Greenock is an administrative centre as well as a town, part of the Inverclyde council region in the West of Scotland, forty miles west of Glasgow & used to be a former burgh within the county of Renfrewshire. Situated in the west central Lowlands of Scotland, it is part of an urban area with Gourock further west and Port Glasgow lying further east.
The 2011 UK Census indicated that Greenock’s civil population was 44,248, which was a decrease from the 46,861 recorded during the 2001 UK Census. It lies on the southern shores of the River Clyde at the “Tail of the Bank” where the Clyde opens into the Firth of Clyde.
News reports and interesting updates on the town of Greenock.
Part 3 of the response by Margaret Johnstone to Gerry Hassan’s article in The National, on those who voted No in 2014.
Now to try and address some point made by Gerry’s focus group.
The Scottish cringe is in retreat, though not gone yet, with some still clinging to their unionist comfort blanket. The opening of the Scottish Parliament in 1999 caused a surge in confidence, with hope that being loosened from the Westminster yoke we could tailor policies more to what was needed in Scotland rather than scrape by with those tailored to London and the South of England. The first few sessions under the unionists saw that new confidence gradually wane as disappointment over lack of progress ramped up. The SNP win in 2007 saw confidence rise again as belief in our own abilities grew. Westminster and unionists could continue to belittle and demean using such figures as those in GERS (an indication of where we might now be under Westminster, certainly not a forecast of what we could be with independence), but for many Scots there was a belief that we were just as good as others and had the right to determine our own future and what shape it should take.
Independence was never only about oil. Independence has always been about who was best at governing Scotland – a parliament in London, focussed on London, the financial sector and its needs, or a parliament in Edinburgh determined to address Scotland’s needs and requirements.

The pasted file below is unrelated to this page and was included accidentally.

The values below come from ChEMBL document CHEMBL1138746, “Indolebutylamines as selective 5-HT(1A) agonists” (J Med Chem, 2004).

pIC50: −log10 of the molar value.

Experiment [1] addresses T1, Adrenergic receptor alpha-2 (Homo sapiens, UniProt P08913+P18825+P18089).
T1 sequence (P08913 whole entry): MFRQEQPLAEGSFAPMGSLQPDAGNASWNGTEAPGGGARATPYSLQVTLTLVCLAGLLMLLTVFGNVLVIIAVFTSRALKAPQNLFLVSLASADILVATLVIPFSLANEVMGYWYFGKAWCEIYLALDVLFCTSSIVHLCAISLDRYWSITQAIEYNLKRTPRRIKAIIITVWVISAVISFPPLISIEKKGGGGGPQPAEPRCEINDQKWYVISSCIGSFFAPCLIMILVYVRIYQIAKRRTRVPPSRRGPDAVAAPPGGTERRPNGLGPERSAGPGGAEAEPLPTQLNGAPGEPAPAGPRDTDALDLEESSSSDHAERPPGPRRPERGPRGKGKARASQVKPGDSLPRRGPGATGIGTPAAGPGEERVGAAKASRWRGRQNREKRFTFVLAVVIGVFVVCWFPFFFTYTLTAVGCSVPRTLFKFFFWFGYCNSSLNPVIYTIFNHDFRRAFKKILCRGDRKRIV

Challenges and opportunities
As with the Scottish Government’s handling of the coronavirus crisis, a government in an independent Scotland won’t get everything right. No government does. But it will be a government voted in by people living in Scotland and which can also be voted out by them. Unlike Westminster, it will be a government directly responsible to the people of Scotland.
The shade and shape of that government, and the policies it promotes will be up to voters. Going by Scotland’s past voting, it will likely be a left of centre government, though it could be a coalition if that’s what a system of proportional representation delivers. It could even be a Tory government, or coalition with them as the major party, though Scotland hasn’t voted in a majority of Tory MPs since 1955.
Undoubtedly a government in an independent Scotland would face challenges – all governments do. But a wide range of opportunities would also open up – opportunities to pursue policies for a greener country and world, for a more equal and inclusive country with a comprehensive and compassionate social security system, without the fear of our NHS being privatised or in the hands of foreign multinational companies resulting in Scots requiring health insurance before they can be treated.
Education has always been important in Scotland. In this modern world education is even more important as is wide-ranging experience and co-operation of the kind the EU made possible. The present government favours a system of free education. Other parties have different ideas. A well educated workforce or a good education only for those who can afford it? Only one of those options benefits the future of Scotland. But the choice will be that of Scottish voters.
Isolation or internationalism
Given that in the 2016 Brexit referendum 62% of Scottish voters were in favour of remaining in Europe, with recent opinion polls confirming this, it is likely that an independent Scotland will apply for EU membership, though the first step may be to apply for membership of the European Free Trade Association (EFTA) whose members are Norway, Iceland, Liechtenstein and Switzerland, and the European Economic Area (EEA). This would give us access to the single market and would allow for the free movement of people. Membership could take around a year. After that we can consider EU membership.
Scotland would also, like other countries that in recent years have gained their independence, become a member of various international bodies such as the United Nations. We can strengthen the new friendships recently forged with northern European and Arctic nations, important because of the strategic importance of the waters north of Scotland. The Scandinavians appear keen to have closer ties as does Ireland.